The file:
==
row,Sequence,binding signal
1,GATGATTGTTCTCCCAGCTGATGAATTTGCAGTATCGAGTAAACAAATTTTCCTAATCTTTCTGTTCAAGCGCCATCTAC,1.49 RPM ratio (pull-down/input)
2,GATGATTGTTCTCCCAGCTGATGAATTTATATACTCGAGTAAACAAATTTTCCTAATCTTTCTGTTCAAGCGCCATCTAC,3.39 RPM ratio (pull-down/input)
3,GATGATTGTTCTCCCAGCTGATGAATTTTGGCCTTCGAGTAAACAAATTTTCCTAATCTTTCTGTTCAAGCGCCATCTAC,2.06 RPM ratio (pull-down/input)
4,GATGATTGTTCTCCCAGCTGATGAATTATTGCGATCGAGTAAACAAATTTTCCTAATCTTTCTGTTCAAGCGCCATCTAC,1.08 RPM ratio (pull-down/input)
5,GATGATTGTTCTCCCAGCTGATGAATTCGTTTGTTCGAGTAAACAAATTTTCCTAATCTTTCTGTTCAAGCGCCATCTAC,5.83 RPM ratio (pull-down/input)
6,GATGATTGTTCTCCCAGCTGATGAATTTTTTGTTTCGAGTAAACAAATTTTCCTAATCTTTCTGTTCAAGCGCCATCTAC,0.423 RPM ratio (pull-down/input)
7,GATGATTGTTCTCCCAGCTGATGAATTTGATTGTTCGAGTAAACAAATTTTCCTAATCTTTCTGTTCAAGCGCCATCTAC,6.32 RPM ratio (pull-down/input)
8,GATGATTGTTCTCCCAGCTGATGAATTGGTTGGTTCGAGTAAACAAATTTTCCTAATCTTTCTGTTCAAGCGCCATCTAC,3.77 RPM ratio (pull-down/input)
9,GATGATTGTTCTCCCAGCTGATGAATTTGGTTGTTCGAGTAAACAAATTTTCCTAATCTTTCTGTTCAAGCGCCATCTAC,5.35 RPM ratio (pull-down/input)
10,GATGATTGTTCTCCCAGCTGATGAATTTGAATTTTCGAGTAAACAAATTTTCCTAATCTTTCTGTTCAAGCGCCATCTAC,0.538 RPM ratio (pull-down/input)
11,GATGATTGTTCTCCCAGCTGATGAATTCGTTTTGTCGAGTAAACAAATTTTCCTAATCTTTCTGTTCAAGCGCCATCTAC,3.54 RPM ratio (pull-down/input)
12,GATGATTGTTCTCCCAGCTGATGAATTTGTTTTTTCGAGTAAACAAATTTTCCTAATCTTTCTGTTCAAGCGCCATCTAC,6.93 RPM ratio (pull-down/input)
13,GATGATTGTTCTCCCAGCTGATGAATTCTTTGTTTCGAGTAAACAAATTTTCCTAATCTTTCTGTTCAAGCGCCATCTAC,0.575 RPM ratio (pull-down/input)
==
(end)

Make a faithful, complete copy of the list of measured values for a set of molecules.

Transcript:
row,Sequence,binding signal
1,GATGATTGTTCTCCCAGCTGATGAATTTGCAGTATCGAGTAAACAAATTTTCCTAATCTTTCTGTTCAAGCGCCATCTAC,1.49 RPM ratio (pull-down/input)
2,GATGATTGTTCTCCCAGCTGATGAATTTATATACTCGAGTAAACAAATTTTCCTAATCTTTCTGTTCAAGCGCCATCTAC,3.39 RPM ratio (pull-down/input)
3,GATGATTGTTCTCCCAGCTGATGAATTTTGGCCTTCGAGTAAACAAATTTTCCTAATCTTTCTGTTCAAGCGCCATCTAC,2.06 RPM ratio (pull-down/input)
4,GATGATTGTTCTCCCAGCTGATGAATTATTGCGATCGAGTAAACAAATTTTCCTAATCTTTCTGTTCAAGCGCCATCTAC,1.08 RPM ratio (pull-down/input)
5,GATGATTGTTCTCCCAGCTGATGAATTCGTTTGTTCGAGTAAACAAATTTTCCTAATCTTTCTGTTCAAGCGCCATCTAC,5.83 RPM ratio (pull-down/input)
6,GATGATTGTTCTCCCAGCTGATGAATTTTTTGTTTCGAGTAAACAAATTTTCCTAATCTTTCTGTTCAAGCGCCATCTAC,0.423 RPM ratio (pull-down/input)
7,GATGATTGTTCTCCCAGCTGATGAATTTGATTGTTCGAGTAAACAAATTTTCCTAATCTTTCTGTTCAAGCGCCATCTAC,6.32 RPM ratio (pull-down/input)
8,GATGATTGTTCTCCCAGCTGATGAATTGGTTGGTTCGAGTAAACAAATTTTCCTAATCTTTCTGTTCAAGCGCCATCTAC,3.77 RPM ratio (pull-down/input)
9,GATGATTGTTCTCCCAGCTGATGAATTTGGTTGTTCGAGTAAACAAATTTTCCTAATCTTTCTGTTCAAGCGCCATCTAC,5.35 RPM ratio (pull-down/input)
10,GATGATTGTTCTCCCAGCTGATGAATTTGAATTTTCGAGTAAACAAATTTTCCTAATCTTTCTGTTCAAGCGCCATCTAC,0.538 RPM ratio (pull-down/input)
11,GATGATTGTTCTCCCAGCTGATGAATTCGTTTTGTCGAGTAAACAAATTTTCCTAATCTTTCTGTTCAAGCGCCATCTAC,3.54 RPM ratio (pull-down/input)
12,GATGATTGTTCTCCCAGCTGATGAATTTGTTTTTTCGAGTAAACAAATTTTCCTAATCTTTCTGTTCAAGCGCCATCTAC,6.93 RPM ratio (pull-down/input)
13,GATGATTGTTCTCCCAGCTGATGAATTCTTTGTTTCGAGTAAACAAATTTTCCTAATCTTTCTGTTCAAGCGCCATCTAC,0.575 RPM ratio (pull-down/input)